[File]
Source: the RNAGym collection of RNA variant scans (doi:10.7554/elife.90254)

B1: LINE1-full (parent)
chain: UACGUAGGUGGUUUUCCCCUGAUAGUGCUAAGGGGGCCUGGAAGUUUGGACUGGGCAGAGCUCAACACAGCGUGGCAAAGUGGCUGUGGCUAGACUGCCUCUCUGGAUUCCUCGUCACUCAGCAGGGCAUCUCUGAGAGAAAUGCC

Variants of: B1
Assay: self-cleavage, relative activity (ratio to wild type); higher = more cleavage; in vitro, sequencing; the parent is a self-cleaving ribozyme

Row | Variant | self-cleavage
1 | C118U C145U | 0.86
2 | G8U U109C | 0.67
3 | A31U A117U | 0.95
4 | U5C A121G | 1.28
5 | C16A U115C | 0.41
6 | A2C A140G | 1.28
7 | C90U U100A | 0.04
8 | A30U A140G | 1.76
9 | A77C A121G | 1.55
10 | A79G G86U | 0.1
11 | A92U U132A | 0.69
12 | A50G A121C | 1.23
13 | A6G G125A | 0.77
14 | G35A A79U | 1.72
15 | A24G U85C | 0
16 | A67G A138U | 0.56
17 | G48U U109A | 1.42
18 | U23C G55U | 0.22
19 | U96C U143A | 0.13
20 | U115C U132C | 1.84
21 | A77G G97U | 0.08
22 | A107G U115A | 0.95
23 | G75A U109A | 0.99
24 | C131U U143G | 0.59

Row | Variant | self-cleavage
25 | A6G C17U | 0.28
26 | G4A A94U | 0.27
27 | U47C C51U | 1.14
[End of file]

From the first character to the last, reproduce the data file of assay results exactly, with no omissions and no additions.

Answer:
Source: the RNAGym collection of RNA variant scans (doi:10.7554/elife.90254)

B1: LINE1-full (parent)
chain: UACGUAGGUGGUUUUCCCCUGAUAGUGCUAAGGGGGCCUGGAAGUUUGGACUGGGCAGAGCUCAACACAGCGUGGCAAAGUGGCUGUGGCUAGACUGCCUCUCUGGAUUCCUCGUCACUCAGCAGGGCAUCUCUGAGAGAAAUGCC

Variants of: B1
Assay: self-cleavage, relative activity (ratio to wild type); higher = more cleavage; in vitro, sequencing; the parent is a self-cleaving ribozyme

Row | Variant | self-cleavage
1 | C118U C145U | 0.86
2 | G8U U109C | 0.67
3 | A31U A117U | 0.95
4 | U5C A121G | 1.28
5 | C16A U115C | 0.41
6 | A2C A140G | 1.28
7 | C90U U100A | 0.04
8 | A30U A140G | 1.76
9 | A77C A121G | 1.55
10 | A79G G86U | 0.1
11 | A92U U132A | 0.69
12 | A50G A121C | 1.23
13 | A6G G125A | 0.77
14 | G35A A79U | 1.72
15 | A24G U85C | 0
16 | A67G A138U | 0.56
17 | G48U U109A | 1.42
18 | U23C G55U | 0.22
19 | U96C U143A | 0.13
20 | U115C U132C | 1.84
21 | A77G G97U | 0.08
22 | A107G U115A | 0.95
23 | G75A U109A | 0.99
24 | C131U U143G | 0.59

Row | Variant | self-cleavage
25 | A6G C17U | 0.28
26 | G4A A94U | 0.27
27 | U47C C51U | 1.14